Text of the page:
Innovation is never mediocrity
Matthias Zimmermann was born in Zug, the cradle of Crypto Valley. When looking at his latest projects – blockchain, AI and the BSI Lab – you might consider his birthplace to be an omen.
- What do you do with 40 minutes of free time? Drink coffee, read, observe people
- What would you like to learn next? To deepen my knowledge of blockchain and machine learning and to implement something concrete before the next explorative phase comes
- Definitely want to: go into space
- Don’t want to: arrive – the question of what I want to do when I grow up still remains unanswered
- Morning ritual: giving myself enough time to wake up – and then a cappuccino
Matthias, your hobbyhorse, machine learning, is totally in at the moment. You have been preoccupied with it for nine years, dedicated your Master´s thesis, doctorate and post-doctorate to this field. Why is it now suddenly so red hot?
Ten years ago, machine learning was a specialized topic that didn’t particularly interest most people. While academic progress was made, the machines often weren’t advanced enough to deal with the complexity of “real” tasks. The breakthrough came in 2012: recognition rates were massively increased with the help of deep learning in the ImageNet competition. This new technology triggered a quantum leap in the field of artificial intelligence. Today, neural networks are experiencing a renaissance with deep learning – not only in the laboratory, but also in the real world – which is also attributable to the growing amount of data and improved computing performance.
That really frightens a lot of people.
That is understandable. There is an increasing number of areas in which machines are outperforming people – from medicine to the granting of credit. Keyword: narrow AI – for sufficiently limited tasks with enough relevant data, machines can perform as well as or even better than humans. Nevertheless, we are still far from a general form of intelligence. There is not even a consensus about the definition of general intelligence. As soon as AI needs to think around two corners, it is still in its infancy.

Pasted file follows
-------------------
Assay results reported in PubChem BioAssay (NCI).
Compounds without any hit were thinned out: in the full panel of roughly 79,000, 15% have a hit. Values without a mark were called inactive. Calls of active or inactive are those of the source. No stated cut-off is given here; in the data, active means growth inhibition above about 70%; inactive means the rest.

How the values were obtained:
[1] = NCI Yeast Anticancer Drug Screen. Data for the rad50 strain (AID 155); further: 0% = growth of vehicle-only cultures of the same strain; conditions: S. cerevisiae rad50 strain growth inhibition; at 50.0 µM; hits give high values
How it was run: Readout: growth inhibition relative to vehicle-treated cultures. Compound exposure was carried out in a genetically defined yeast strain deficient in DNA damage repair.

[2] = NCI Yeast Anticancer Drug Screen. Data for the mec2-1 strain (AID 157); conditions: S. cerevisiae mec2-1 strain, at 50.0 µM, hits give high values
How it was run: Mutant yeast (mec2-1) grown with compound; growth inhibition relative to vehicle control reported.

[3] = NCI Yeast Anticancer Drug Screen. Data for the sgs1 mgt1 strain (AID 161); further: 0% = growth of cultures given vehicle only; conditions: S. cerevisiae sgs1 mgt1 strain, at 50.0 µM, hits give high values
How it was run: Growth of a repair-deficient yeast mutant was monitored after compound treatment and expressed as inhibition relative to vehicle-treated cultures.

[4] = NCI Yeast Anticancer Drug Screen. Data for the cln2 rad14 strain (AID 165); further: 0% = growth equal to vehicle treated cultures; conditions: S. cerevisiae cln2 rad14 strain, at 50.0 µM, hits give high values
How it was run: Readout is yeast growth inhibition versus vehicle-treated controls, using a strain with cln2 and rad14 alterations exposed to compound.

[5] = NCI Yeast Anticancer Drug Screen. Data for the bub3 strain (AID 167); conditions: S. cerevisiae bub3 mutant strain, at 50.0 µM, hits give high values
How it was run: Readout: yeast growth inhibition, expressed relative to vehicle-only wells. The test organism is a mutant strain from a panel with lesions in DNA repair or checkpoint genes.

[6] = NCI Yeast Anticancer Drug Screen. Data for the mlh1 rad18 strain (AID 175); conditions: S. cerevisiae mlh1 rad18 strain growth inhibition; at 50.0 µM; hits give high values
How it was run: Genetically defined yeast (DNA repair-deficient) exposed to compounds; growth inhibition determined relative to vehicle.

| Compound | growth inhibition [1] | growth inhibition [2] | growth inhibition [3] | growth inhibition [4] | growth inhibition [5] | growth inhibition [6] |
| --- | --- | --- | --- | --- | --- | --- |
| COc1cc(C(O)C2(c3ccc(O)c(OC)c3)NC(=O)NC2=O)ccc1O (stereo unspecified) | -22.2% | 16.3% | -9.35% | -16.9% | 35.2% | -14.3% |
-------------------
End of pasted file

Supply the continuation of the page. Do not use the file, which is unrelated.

So are humans still ahead of machines?
Machines are lost when the environment strongly deviates from the trained examples. Even today, machines are hardly able to explain their decisions upon inquiry. A judge, however, is usually able to explain his decision even to lay people. Machines are still unable to do well in such situations.
Then what advantages to they offer?
That is rather obvious: no unions, no minimum wage, no naps. A machine only needs electricity and sufficient computing power.
What impact does this have on our society?
Robotics in combination with machine learning has a massive, widespread effect on society. It is currently assumed that in 20 years, half the jobs that are common today will no longer exist. The challenge lies in mastering this transformation. It will attain the quality of the industrial revolution and ultimately be even more comprehensive.
«Sometimes I get the impression that mediocrity is given too much attention.»
Matthias Zimmermann, BSI Business Systems Integration AG
How do you see the collaboration between humans and machines in the future?
Machines will increasingly relieve us from our daily routine work and assist us with making better decisions. They are new tools that make humans even more successful.
Curiosity and innovation also mean: no focus on short-term figures. Is that difficult in Switzerland?
Trying new things in Switzerland can be hard. When you fail, people are usually looking down on you. In the USA, you are congratulated for trying and wished better luck next time. Sometimes I get the impression that mediocrity is given too much attention. Average performance is viewed as solid and sometimes even appreciated. But innovation is never mediocrity! You have to move outside the box, at all times! Initiatives such as Crypto Valley from Zug to Zurich encourage and prove that it is possible to play on the world stage of good ideas from within Switzerland.
Where do you meet like-minded individuals who share your passions?
In meet-up groups and in the BSI Lab.
Now that you mention it: we have opened the BSI Lab in the Zurich office. What are your objectives?
It is both a place and program for free testing of new ideas around software and hardware. The point is to encourage motivation among people who want to accomplish something. My job is to channel these ideas, avoid duplication and allow participants to make mistakes too. The Lab should lead to even more ideas being tested and to create novel findings that may prove to be useful both internally and externally.